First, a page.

Cancellations negligible at less than 0.2%
Throughout the world, August is a low news month. The images of disruption in England have spread around the world causing alarm in many origin markets for Britain. But this has not resulted in any significant drop in immediate visitor numbers.
European Tour Operators Association (ETOA) members had over 38,000 people staying in hotels in London on Wednesday the 10th of August. By lunchtime today (11th August) they had received 330 cancellations for the forthcoming week. On the basis that these people would have stayed two nights, this represents 660 missing bed-nights throughout the week or barely 95 cancellations per night. Notwithstanding a couple of student groups choosing to defer their arrival, a cancellation rate of 0.17% is below the threshold of background cancellation. People cancel for a myriad of reasons; the disturbances have, for now, proved as significant a factor as having a sick dog or flooding the bathroom.
Why is this the case? Firstly, distressing though the scenes are, the coverage has been of comparatively anonymous locations. No major landmarks and no significant numbers of tourists have been caught up in the trouble. Secondly, such riots occur nearly everywhere. Paris, Madrid, Athens, Los Angeles, Moscow and Bangkok have all experienced rioting and looting. The significance lies in how a country is seen to deal with it. To the fury of many in Britain, the images have been of the Police trying to contain the trouble. They have not violently confronted it. Images of property being damaged is very different from those of people being hurt. So the story of the last few nights, played out on television sets throughout the world, has been of an unarmed police establishing order. The story of the next few nights will be of the due process of law bringing suspects to account.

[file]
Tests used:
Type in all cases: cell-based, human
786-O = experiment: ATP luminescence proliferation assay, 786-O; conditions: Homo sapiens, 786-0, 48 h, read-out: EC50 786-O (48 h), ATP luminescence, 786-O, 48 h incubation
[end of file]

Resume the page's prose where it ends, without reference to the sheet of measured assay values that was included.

Some of the individual cancellations are now rebooking. London remains safe for tourists. And tourists understand that London remains safe.
According The Daily Mail, even the Malaysian student Ashraf Haziq who was attacked and robbed said, with great magnanimity, “Britain is great”.